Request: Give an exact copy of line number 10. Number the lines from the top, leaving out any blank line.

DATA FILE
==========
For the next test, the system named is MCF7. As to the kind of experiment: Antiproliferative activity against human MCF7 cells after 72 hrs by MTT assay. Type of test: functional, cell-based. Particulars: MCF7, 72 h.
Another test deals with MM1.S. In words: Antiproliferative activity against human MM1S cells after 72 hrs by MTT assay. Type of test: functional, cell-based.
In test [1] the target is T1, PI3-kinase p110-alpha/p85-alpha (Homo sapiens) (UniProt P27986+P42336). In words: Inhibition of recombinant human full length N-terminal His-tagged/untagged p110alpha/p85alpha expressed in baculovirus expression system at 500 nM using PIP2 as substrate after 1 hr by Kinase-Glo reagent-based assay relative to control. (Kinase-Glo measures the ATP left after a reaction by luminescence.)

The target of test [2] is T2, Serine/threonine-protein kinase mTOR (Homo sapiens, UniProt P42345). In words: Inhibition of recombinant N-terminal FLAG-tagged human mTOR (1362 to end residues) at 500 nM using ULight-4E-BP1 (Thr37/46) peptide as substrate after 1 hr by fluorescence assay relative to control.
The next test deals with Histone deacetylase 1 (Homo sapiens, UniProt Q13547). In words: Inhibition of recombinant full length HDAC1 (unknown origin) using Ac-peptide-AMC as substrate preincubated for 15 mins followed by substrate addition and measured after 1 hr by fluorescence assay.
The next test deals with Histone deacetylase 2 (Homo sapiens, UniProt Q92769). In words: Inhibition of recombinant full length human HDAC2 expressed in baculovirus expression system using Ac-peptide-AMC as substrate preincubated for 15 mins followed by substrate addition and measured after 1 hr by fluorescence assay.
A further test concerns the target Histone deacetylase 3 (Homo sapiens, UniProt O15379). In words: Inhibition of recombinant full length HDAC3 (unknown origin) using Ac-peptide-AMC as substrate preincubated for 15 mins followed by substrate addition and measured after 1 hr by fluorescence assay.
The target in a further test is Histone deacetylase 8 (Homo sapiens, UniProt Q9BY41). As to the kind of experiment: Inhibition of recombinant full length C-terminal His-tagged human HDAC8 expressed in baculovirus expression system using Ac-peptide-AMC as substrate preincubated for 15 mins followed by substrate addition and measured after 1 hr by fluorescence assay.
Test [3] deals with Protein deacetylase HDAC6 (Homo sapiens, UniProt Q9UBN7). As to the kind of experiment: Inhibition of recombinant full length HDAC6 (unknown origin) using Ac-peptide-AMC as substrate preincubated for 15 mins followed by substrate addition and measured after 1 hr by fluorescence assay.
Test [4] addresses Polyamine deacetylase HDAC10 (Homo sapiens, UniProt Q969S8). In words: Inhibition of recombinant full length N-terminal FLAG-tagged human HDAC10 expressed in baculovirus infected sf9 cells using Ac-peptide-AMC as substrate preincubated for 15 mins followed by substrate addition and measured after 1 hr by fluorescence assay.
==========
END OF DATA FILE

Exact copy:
Test [4] addresses Polyamine deacetylase HDAC10 (Homo sapiens, UniProt Q969S8). In words: Inhibition of recombinant full length N-terminal FLAG-tagged human HDAC10 expressed in baculovirus infected sf9 cells using Ac-peptide-AMC as substrate preincubated for 15 mins followed by substrate addition and measured after 1 hr by fluorescence assay.